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Elizabeth Dye   Ms.  Other 
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Elizabeth Dye published an article in April 2016.
Top co-authors
Rob Morris

140 shared publications

School of Science and Technology; Nottingham Trent University; Clifton Lane Nottingham NG11 8NS UK

M.I. Newton

91 shared publications

School of Science and Technology; Nottingham Trent University; Clifton Lane Nottingham NG11 8NS UK

Theodore Hughes-Riley

26 shared publications

Advanced Textiles Research Group, School of Art & Design, Nottingham Trent University, Bonington Building, Dryden Street, Nottingham NG1 4GG, UK

Steven Parslow

1 shared publications

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Article 2 Reads 1 Citation Temperature dependence of magnetic resonance probes for use as embedded sensors in constructed wetlands Theodore Hughes-Riley, Elizabeth R. Dye, Dario Ortega Andere... Published: 01 April 2016
Sensors and Actuators A: Physical, doi: 10.1016/j.sna.2016.01.050
DOI See at publisher website
BOOK-CHAPTER 1 Read 0 Citations Non-invasive measurements of the dry solids content of whole potatoes using unilateral magnetic resonance: towards autom... Elizabeth R. Dye, Theodore Hughes-Riley, Michael I. Newton, ... Published: 01 January 2016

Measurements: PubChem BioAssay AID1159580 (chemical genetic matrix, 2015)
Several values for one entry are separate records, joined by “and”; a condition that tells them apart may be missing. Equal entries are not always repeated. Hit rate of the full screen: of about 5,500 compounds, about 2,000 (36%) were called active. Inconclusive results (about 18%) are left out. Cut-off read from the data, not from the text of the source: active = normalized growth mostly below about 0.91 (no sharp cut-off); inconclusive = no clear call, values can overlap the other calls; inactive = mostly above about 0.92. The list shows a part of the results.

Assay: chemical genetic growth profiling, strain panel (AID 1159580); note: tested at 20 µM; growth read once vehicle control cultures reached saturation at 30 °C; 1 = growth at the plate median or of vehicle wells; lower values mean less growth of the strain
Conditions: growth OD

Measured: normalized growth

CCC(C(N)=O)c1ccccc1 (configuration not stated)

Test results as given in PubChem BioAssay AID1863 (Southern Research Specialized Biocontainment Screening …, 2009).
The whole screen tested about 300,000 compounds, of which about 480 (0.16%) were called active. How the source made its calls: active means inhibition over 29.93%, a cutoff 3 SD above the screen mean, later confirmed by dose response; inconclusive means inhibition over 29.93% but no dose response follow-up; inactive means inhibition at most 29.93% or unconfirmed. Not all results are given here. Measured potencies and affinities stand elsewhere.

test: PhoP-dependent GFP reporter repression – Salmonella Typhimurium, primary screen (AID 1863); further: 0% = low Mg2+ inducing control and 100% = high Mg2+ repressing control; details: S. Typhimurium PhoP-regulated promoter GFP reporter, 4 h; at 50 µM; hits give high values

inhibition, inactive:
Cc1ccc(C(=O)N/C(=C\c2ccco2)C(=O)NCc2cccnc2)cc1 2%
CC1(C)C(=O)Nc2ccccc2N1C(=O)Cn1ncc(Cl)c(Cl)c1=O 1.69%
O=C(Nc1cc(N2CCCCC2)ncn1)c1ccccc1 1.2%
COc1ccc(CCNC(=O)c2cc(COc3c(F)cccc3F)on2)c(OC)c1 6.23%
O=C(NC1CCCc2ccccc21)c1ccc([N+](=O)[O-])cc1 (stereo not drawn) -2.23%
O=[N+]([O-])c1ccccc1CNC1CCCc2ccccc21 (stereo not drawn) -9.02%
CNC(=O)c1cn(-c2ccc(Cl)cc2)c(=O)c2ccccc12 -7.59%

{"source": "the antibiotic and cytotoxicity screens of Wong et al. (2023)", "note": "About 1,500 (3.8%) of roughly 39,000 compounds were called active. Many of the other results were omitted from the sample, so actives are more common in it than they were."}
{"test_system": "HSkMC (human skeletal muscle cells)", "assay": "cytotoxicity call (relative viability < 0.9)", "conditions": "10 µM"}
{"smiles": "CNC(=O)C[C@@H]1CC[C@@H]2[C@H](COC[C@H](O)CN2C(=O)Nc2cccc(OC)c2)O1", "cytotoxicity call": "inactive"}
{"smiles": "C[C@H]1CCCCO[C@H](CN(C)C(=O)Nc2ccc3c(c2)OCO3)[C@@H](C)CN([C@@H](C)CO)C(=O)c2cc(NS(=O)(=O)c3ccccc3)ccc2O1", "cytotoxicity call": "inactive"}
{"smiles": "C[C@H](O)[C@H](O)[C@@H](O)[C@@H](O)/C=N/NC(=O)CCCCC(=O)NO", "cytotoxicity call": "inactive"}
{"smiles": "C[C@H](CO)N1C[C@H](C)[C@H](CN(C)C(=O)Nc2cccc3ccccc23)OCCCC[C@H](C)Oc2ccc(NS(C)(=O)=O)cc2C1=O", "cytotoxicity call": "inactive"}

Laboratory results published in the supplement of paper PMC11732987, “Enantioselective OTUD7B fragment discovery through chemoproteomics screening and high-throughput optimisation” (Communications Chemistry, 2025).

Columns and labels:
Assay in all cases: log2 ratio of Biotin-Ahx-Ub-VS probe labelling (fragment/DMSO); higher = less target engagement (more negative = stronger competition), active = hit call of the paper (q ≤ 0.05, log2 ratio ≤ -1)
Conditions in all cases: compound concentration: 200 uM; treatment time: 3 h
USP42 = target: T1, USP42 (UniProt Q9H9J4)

Proceedings of the XIII International Conference on the Applications of Magnetic Resonance in Food Science, doi: 10.1255/mrfs.9
DOI See at publisher website
CONFERENCE-ARTICLE 5 Reads 0 Citations A Low Cost Magnetic Resonance Relaxometry Sensor Elizabeth Dye, Theodore Hughes-Riley, Steven Parslow, Michae... Published: 10 November 2015
2nd International Electronic Conference on Sensors and Applications, doi: 10.3390/ecsa-2-C006
DOI See at publisher website ABS Show/hide abstract

Magnetic resonance relaxometry, conducted by field cycling, has become an increasingly popular technique in recent years. In particular, it has the ability to monitor biomass transformation which is of particular interest to wastewater treatment. Traditional field cycling often uses expensive and large electromagnets. In this work we present a small, portable field cycling sensor which can detect changes in biomass in constructed wetland samples.

Fast field cycling is a technique that uses a varying magnetic field applied to a sample, polarising it at a high field, allowing it time to develop at a lower field and then collecting the data at the same initial high field. This change in T1 can reveal interesting properties of the samples not achievable by traditional methods.

A desktop magnetic resonance sensor that undertakes relaxometry measurements using field cycling has been developed using a combination of permanent magnets and electrical coils which has been used to test a range of samples. We demonstrate the effectiveness of this sensor by conducting measurements of T1 at different field strengths for wetland samples at different stages of biofilm growth.

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